September 15th is Guatemala’s Independence Day and we celebrate big in our house. This year, we celebrated 201 years of freedom. The children get to learn about history, play fun games, cook for each other, and participate in a local tradition involving fire! Read along to find out more.
Murals, history, and a rally
The day’s first few activities involved learning about Guatemala’s Independence history and creating murals about Guatemala’s national symbols. The children were divided into groups and made handcrafts to represent each of these symbols:
• Ceiba, the national tree grows up to 70 meters high (about 229 feet)
• Monja Blanca, a beautiful white orchid typically found in Coban is the national flower
• Our blue and white flag with the coat of arms, the children learned about the meaning of this symbol. We also had a big flag on our front door.
• And our national bird, the Quetzal, has glamourous emerald feathers and a red chest. Its chest is said to be red because it stood on Tecun Uman’s wounded chest after losing a battle to Spanish conquistadores.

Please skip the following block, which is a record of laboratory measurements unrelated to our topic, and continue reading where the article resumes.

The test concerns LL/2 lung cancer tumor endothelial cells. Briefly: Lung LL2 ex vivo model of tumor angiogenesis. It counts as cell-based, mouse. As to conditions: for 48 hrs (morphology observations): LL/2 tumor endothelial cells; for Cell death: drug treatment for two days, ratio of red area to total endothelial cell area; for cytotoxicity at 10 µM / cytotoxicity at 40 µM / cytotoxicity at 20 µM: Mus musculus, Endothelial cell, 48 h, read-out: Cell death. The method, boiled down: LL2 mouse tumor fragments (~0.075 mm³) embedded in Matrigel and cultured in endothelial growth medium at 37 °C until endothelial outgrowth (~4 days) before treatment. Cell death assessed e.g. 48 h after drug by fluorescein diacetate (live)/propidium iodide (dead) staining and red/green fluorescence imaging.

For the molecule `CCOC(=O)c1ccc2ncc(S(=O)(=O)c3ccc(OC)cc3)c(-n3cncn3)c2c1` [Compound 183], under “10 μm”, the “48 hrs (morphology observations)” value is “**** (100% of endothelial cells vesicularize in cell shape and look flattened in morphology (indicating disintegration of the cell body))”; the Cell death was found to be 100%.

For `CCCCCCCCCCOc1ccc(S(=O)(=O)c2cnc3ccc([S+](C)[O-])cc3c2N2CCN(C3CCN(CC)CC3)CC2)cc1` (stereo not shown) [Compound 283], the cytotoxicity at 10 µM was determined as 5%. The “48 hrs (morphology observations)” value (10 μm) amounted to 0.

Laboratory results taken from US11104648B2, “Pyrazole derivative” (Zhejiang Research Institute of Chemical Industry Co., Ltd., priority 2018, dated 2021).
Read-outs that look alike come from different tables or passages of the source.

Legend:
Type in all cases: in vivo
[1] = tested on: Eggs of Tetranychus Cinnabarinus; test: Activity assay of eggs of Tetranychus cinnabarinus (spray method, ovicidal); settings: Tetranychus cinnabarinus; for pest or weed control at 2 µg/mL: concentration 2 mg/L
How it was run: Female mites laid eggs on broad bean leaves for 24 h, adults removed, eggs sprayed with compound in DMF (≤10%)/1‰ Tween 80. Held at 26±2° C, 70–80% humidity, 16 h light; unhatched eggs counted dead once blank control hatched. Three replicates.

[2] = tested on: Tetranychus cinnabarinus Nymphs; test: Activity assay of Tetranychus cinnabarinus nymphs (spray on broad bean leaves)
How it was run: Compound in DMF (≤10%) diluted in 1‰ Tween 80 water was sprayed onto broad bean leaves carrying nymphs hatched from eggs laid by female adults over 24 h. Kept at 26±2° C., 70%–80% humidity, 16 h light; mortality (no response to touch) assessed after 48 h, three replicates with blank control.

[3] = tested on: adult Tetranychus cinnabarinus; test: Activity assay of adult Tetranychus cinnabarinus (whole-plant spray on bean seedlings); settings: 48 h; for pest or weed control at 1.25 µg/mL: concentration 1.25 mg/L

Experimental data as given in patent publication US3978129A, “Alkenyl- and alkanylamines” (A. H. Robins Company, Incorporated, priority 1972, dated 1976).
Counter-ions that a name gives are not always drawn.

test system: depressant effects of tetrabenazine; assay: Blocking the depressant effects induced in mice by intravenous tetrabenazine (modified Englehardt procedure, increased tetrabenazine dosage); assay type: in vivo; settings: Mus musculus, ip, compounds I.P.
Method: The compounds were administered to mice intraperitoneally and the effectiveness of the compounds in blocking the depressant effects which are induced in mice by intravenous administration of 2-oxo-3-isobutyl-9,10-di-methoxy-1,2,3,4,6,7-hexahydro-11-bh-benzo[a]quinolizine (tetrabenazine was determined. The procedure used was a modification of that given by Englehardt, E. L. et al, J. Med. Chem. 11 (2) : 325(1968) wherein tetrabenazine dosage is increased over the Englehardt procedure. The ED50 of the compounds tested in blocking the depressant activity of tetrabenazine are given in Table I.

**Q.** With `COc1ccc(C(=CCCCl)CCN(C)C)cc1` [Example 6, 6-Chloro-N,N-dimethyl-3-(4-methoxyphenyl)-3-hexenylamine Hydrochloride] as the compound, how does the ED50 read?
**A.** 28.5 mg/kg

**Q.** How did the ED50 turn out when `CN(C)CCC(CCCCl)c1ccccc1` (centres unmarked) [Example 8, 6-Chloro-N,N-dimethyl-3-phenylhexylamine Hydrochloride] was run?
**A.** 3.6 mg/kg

We also had a very fun rally with activities for the children to discover and learn.
Chicken salad and lemonade
Ulices, Alejandra, Merari, Marta, and Monica prepared a delicious snack for our Independence Day celebrations. They made chicken salad sandwiches and lemonade from scratch, under Teacher Magda’s supervision. Although it took them several hours to make, we were very proud of the final result.
The lemonade was a bit sour at first but it was all for the best because we had more pitchers to share after adding more water!
Running with the torch
For our big finish, we decided to do a run around the neighborhood with a lit torch.
This is one of Guatemala’s Independence Day traditions. All over the country, people of all ages run large distances with a lit torch to commemorate the messengers who originally disseminated the news of independence throughout Central America. In fact, the annual Antorcha de la Independencia relay continues between Guatemala City and Cartago, Costa Rica to this day.
We had a torch of our own and were very cautious about it.
All the homeschooled kids got to run, some faster than others, especially those who run with Doc every week. Even Efrain joined on the run in his stroller. The younger ones also had fun, toddling behind.
Our culture and our history
Learning about our culture and history is important so we are aware of the sacrifices many made for the freedom and rights we now enjoy. We strive to teach the children to be mindful of these privileges, to remember where our country is coming from, and to make a positive impact every chance they get.
Feliz dia de la Independencia!